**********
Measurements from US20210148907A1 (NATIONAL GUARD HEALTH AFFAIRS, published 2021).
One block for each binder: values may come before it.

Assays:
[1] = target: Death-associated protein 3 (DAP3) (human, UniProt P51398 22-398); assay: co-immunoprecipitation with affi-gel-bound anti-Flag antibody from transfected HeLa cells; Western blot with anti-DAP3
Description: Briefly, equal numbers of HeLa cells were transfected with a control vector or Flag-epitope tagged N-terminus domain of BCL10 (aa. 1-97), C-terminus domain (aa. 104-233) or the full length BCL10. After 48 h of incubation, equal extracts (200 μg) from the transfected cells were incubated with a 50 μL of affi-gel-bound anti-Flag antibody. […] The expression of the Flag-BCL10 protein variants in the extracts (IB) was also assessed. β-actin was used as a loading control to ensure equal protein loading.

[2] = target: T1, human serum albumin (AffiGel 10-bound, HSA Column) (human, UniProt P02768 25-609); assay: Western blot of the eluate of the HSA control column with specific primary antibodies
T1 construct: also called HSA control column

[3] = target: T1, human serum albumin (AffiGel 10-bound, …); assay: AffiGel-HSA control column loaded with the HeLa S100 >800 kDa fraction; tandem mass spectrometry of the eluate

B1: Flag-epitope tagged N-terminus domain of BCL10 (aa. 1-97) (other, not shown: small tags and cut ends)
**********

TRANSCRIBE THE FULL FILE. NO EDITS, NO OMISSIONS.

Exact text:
Measurements from US20210148907A1 (NATIONAL GUARD HEALTH AFFAIRS, published 2021).
One block for each binder: values may come before it.

Assays:
[1] = target: Death-associated protein 3 (DAP3) (human, UniProt P51398 22-398); assay: co-immunoprecipitation with affi-gel-bound anti-Flag antibody from transfected HeLa cells; Western blot with anti-DAP3
Description: Briefly, equal numbers of HeLa cells were transfected with a control vector or Flag-epitope tagged N-terminus domain of BCL10 (aa. 1-97), C-terminus domain (aa. 104-233) or the full length BCL10. After 48 h of incubation, equal extracts (200 μg) from the transfected cells were incubated with a 50 μL of affi-gel-bound anti-Flag antibody. […] The expression of the Flag-BCL10 protein variants in the extracts (IB) was also assessed. β-actin was used as a loading control to ensure equal protein loading.

[2] = target: T1, human serum albumin (AffiGel 10-bound, HSA Column) (human, UniProt P02768 25-609); assay: Western blot of the eluate of the HSA control column with specific primary antibodies
T1 construct: also called HSA control column

[3] = target: T1, human serum albumin (AffiGel 10-bound, …); assay: AffiGel-HSA control column loaded with the HeLa S100 >800 kDa fraction; tandem mass spectrometry of the eluate

B1: Flag-epitope tagged N-terminus domain of BCL10 (aa. 1-97) (other, not shown: small tags and cut ends)